[Mono-list] Status of Mono's garbage collector

Paolo Molaro lupus@ximian.com
Tue, 15 Feb 2005 13:27:56 +0100

On 02/15/05 Holger Arnold wrote:
> 1. Does Mono still use the Boehm garbage collector? (in the following, I
> assume it does)


> 2. Is memory management of CLI objects separated from the internal memory
> management of the runtime, i.e., does the Mono runtime depend on gc for
> memory allocated outside the CLI space? Or is such memory explicitly free'd?

There are a few data structures that are allocated using libgc which are not
CLI objects. If you're following the svn commits you may have noticed a few
cleanups have been committed in the last few weeks to reduce the amount
and types of structures that we need to handle that way. Most of
the runtime data structures don't use libgc to do allocations.
We are incrementally changing the code to not use libgc-allocated
structures (or at least to manage them separately).

> 3. Does Mono's gc use the layout information of CLI objects, i.e., is it
> exact at least in the CLI space?

Yes, with a few exceptions:
*) arrays of value types with both pointers and non-pointers are
currently considered conservatively, IIRC
*) fixed-size objects bigger than 64 words
*) any array or object that belongs in a non-root appdomain and
has reference fields
*) the area used for ThreadStatic vars is not pointer-precise
*) the static fields for a class (unless they are all pointer-free)

Some of these are because of bugs in libgc or because of its conservative
nature (the non-root appdomain objects). We are slowly fixing some of these
issues to enable libgc to more precisely track references and to be
able to switch to a different GC in the future.
To fix some of these issues we also need to have libgc handle
additions to the root set more gracefully (right now it has a fixed
number of entries).

> 4. When running some non-trivial programs using Mono, the heap size can
> increase monotonic with the running time of the program. What is the
> dominating factor for this behavior: memory fragmentation due to the
> non-compacting gc or memory leaks due to the inexact gc?

There are several issues that depend on the specific app (and the version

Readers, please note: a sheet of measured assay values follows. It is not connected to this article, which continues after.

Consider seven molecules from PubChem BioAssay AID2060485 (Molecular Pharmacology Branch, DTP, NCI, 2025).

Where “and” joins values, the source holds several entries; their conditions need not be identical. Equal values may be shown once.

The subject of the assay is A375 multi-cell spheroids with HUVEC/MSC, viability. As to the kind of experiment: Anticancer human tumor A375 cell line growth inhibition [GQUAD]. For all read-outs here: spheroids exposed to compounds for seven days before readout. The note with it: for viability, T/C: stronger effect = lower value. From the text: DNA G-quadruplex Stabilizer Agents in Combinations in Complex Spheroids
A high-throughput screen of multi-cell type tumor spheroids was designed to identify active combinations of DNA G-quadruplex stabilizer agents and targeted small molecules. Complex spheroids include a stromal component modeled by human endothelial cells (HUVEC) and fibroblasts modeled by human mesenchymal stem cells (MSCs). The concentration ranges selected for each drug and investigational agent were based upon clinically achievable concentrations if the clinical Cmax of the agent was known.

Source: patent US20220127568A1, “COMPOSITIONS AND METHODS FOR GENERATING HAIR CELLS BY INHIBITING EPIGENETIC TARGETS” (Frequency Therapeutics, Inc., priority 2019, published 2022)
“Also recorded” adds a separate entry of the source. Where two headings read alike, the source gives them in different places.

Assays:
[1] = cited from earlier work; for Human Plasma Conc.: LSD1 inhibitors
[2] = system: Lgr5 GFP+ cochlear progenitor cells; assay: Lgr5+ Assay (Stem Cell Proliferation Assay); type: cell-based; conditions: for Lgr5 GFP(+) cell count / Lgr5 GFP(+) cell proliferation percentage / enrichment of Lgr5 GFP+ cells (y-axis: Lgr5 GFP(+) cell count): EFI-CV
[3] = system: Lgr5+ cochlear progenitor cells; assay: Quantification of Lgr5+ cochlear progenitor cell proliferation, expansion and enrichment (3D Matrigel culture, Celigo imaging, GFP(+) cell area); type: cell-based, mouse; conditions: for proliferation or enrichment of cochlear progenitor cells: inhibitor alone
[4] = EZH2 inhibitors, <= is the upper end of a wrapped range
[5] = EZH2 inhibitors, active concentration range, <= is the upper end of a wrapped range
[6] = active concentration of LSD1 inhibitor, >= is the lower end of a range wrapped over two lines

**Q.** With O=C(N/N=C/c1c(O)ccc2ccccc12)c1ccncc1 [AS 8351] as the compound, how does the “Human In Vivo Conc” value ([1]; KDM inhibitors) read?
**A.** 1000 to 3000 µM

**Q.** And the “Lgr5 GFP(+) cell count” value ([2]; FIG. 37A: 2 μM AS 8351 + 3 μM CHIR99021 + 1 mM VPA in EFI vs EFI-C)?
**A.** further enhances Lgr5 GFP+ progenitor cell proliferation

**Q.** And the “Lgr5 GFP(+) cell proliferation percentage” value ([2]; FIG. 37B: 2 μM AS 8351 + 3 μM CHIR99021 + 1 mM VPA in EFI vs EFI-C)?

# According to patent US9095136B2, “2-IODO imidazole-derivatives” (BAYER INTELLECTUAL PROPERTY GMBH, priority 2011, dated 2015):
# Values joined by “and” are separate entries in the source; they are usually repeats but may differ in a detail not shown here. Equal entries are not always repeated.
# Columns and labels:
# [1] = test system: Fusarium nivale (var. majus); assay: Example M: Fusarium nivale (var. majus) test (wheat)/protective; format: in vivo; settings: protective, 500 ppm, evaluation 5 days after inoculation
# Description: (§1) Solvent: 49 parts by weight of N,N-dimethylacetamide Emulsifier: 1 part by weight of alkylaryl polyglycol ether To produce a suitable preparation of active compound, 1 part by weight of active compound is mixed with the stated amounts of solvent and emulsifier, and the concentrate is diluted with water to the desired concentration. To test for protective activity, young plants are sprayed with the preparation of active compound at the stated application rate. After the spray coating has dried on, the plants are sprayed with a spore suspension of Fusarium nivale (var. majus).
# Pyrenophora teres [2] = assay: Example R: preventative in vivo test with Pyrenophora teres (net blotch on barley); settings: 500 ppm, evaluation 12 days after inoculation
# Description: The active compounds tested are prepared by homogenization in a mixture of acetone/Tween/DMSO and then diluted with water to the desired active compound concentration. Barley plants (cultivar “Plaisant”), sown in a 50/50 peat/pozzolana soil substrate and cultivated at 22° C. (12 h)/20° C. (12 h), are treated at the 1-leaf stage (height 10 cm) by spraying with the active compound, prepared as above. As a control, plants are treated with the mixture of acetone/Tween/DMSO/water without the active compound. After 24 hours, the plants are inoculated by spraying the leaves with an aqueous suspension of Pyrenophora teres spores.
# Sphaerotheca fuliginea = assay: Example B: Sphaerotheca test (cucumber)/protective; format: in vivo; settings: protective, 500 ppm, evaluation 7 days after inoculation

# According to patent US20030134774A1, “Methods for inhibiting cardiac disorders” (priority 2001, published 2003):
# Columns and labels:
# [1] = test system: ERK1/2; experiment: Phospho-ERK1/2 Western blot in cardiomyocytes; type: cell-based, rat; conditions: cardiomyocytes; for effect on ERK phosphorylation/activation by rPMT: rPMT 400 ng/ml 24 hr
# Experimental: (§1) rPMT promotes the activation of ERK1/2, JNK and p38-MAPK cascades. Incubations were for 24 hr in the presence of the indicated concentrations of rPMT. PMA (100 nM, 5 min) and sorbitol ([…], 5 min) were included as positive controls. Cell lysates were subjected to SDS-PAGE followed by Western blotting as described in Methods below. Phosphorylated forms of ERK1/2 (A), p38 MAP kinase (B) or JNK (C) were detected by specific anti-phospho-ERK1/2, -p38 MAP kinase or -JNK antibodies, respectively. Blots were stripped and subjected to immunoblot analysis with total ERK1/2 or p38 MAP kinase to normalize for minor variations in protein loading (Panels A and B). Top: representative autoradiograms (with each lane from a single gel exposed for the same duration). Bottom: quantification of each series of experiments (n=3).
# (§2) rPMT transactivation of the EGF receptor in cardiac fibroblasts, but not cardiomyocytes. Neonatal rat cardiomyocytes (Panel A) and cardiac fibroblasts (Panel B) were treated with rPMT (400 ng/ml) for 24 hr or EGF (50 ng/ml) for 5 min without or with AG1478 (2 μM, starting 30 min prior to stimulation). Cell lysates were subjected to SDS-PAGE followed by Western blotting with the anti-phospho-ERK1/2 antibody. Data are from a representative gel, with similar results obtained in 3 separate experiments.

of mono you used).
There were some leaks and excessive memory retention issues in some
codepaths in the mono runtime: these have been mostly all fixed
in mono svn and 1.1.4 (mostly related to gc handles and multiple
appdomain support and reflection.emit).
I don't think that memory retention caused by the conservative nature
of libgc is a big issue with the current mono (1.1.x or svn), unless
the application allocates very large arrays: arrays larger than
a few hundred KB should be avoided or, if possible, they should
be allocated and reused. If the objects are small, the memory
retention will be present, but it should represent just a fraction
of the whole heap size.
Fragmentation may be an issue, but I haven't investigated how much
effect it has on heap size. My guess is that much of the issue
with increasing heap size is because libgc prefers to increase the
heap instead of being more aggressive at reclaiming memory (this
is easily triggered by storing somewhat big arrays in objects with
finalizers). There is probably some tuning or small fixes that need
to be done in libgc to prevent this from happening.
Another thing to investigate is to ensure it uses mmap to
allocate memory insted of sbrk: on default linux behaviour, the
brk space is much smaller than the mmap space and so having
the heap in the larger space could help, since it would be
less fragmented by malloc calls and malloced pointers should
interfere less with the conservative scanning.

> 5. Does Mono use the incremental mode of the Boehm gc?

We don't, since it usually causes compatibility issues with
syscalls being interrupted while they write to heap memory.

> 6. Are there any concrete plans to eventually replace the Boehm gc by an
> exact, compacting gc? What are the next steps towards this?

Yes, we have plans for a generational compacting GC for mono 2.0.
You may have a look at docs/precise-gc in the mono module for
some of the details.
Currently we're doing some changes that allows us to
use a different GC without changing code all over the place,
see the metadata/*gc*.{c,h} files. We're also removing
libgc allocations in the runtime code.

Additionally to the steps defined in the document, we need also to:
*) handle object.GetHashCode() for objects that can be moved
(storing the hash in the synchronization field directly, with a flag,
or in the lock structure when the object is locked)
*) keep track with a bitmap or some other way (run-length encoding)
of the reference positions in objects.
*) define a write barrier macro that can be used in the C runtime
and start using it (the default would just store the pointer)
*) change the jit to emit write barrier calls when needed (we
can have specialized write barriers)
*) investigate the stuff needed to advance a thread to a GC-safe
point (single-stepping, read from unmapped memory etc) and implement it
*) modify the jit to save info about references in stack locations:
this can be done just for locals as a start, so that at least
part of the stack is handled precisely.

All of the above can be done without an actual moving GC implementation
(though testing the code is another thing...).
If you or anyone else wants to take on a task from the list,
let me know, so we don't duplicate work. Help is greatly appreciated,
since there are lots of changes.


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